Workshop for kids by Maja Sereda, illustrator

The 19th of November will see the start of a new initiative at Dibuka. Dibukids, the new label promoting the access to books and literature for children and teenagers, will launch its first workshop by inviting Maja Sereda (practical informations here). A renowned South African illustrator and artist, Sereda has published more than 15 books intended for the younger audiences. The artist has won attention from the art world by her cross-genre approach, using different medium in her illustrations, from gouache to oil and ink to digital media. IntoFrench has met her to understand her approach and to know a bit more about what she has in mind for the workshop.

A diverse program

Maja Sereda is given carte blanche for this first workshop. She has decided to invite Rico, a fellow cartoonist who is famous for his “Madam & Eve” characters, and bring along William Gumede, a journalist and political commentator who has recently launched “A Kite's Flight”, his first children's book. From 10:15 am, Maja and Rico will first propose a “creative workshop” to the children, where they will use paper, pencil and scissors to develop a theme that... you will discover in the following interview. William Gumede will then read his book for one hour from 11:00. After a picnic lunch – children can bring their own food – a musical show will be held from 13:00. For Maja's fans, this event will also be a unique opportunity to (re)discover her work through an exhibition of her illustrations and get personalized inscription in their books. IntoFrench spoke with the illustrator to get acquainted and have an exclusive insight on what will happen on the 19th of November.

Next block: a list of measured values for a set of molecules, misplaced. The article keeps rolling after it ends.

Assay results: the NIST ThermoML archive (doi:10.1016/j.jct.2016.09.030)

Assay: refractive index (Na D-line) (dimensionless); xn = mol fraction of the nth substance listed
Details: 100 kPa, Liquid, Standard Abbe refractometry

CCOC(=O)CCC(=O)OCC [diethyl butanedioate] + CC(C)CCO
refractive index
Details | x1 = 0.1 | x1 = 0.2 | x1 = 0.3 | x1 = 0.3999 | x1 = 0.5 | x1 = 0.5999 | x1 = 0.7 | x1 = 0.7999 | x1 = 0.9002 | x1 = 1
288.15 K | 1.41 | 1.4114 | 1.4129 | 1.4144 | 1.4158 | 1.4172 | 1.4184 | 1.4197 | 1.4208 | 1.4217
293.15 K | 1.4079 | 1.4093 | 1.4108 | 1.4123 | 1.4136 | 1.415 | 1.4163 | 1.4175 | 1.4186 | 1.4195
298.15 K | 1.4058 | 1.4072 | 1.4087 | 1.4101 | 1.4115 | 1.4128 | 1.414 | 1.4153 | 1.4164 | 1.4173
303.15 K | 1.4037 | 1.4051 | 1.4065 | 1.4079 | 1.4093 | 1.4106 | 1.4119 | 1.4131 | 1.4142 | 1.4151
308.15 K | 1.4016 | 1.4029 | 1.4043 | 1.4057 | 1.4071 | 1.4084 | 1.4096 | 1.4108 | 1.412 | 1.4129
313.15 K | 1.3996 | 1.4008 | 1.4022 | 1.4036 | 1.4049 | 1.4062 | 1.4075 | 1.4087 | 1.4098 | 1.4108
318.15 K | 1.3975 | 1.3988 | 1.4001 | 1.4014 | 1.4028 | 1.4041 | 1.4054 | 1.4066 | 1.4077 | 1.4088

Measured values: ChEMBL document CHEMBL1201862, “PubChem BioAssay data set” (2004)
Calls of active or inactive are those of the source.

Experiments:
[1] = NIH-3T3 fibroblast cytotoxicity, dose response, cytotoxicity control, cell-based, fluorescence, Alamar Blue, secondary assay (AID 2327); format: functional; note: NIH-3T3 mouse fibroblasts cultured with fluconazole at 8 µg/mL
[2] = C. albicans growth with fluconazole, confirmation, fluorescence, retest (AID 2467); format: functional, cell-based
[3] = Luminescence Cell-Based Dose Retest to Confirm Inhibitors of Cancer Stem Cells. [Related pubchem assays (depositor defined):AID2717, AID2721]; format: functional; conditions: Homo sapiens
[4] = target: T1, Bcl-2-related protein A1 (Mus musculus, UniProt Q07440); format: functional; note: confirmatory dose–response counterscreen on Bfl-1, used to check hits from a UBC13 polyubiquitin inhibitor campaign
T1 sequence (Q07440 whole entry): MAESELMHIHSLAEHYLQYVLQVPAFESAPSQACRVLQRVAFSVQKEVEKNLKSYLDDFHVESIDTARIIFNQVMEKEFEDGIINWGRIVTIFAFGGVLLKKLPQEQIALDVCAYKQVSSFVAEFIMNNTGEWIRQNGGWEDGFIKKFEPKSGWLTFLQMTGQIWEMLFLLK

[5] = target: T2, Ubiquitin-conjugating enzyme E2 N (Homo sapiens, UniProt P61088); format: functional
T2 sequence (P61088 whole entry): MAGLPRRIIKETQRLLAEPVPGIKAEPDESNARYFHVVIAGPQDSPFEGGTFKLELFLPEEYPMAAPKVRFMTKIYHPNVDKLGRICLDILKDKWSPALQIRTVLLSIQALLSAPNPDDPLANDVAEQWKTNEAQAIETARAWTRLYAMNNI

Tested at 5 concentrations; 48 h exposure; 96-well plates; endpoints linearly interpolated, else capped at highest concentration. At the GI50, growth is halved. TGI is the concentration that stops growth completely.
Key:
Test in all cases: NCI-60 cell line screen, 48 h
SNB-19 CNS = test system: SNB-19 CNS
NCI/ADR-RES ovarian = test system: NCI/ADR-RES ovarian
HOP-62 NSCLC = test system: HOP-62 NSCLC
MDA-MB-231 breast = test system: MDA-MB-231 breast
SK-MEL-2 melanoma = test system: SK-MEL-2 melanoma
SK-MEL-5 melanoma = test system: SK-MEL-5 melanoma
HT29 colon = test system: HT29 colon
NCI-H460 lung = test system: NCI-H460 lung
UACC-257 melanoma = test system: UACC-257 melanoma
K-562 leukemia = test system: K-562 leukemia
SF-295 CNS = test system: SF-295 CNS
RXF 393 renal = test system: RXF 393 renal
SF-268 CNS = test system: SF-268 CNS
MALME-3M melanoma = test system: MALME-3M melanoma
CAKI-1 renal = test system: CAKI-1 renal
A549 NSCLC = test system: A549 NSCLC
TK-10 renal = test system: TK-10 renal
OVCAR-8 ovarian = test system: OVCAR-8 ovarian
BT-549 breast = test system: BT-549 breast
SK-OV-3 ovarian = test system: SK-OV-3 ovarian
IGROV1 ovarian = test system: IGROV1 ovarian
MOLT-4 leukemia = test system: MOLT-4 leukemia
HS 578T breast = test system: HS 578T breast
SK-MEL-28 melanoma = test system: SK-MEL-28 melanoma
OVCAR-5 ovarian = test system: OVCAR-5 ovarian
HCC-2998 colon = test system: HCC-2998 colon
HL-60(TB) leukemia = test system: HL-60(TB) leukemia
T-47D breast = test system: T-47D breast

Could you explain to us when and why you decided to focus on children illustration?

I became interested in illustration for children in my final year of Information Design at University of Pretoria. Towards the end of my course I realised that I didn’t enjoy design and I wasn’t very good at it which made me look at alternative career choices. I’ve always loved drawing and painting, but I didn’t know how to make a career using those skills. Through research for one of my papers I stumbled upon some books on the topic of the relationship between text and image in children’s books – the topic really intrigued me. As a result I spent more time looking as well as buying picture books, and found myself dreaming of becoming an illustrator. There are so many illustration styles and techniques to choose from that it made me feel like there was a world of possibilities out there. I wanted to create beautiful artworks and illustrate my own stories. However it took a few more years before I actually started illustrating. After university I worked in advertising agencies and only managed to change career course when I started working for the creators of Madam & Eve as their colourist. My very first illustration project was a small book for my sister’s friend. And out of that project the illustration ‘Catching Rabbits’ was born which in turn landed me my first published book with Lapa Publishers titled "Danie Dreyer se dinsourouseier en ander alfabetpret" written by Jaco Jacobs. Since then I’ve illustrated over 15 books and I’ve won 4 awards in total. I find my work very rewarding and it gives me great pleasure to draw fun and colourful illustrations all day every day.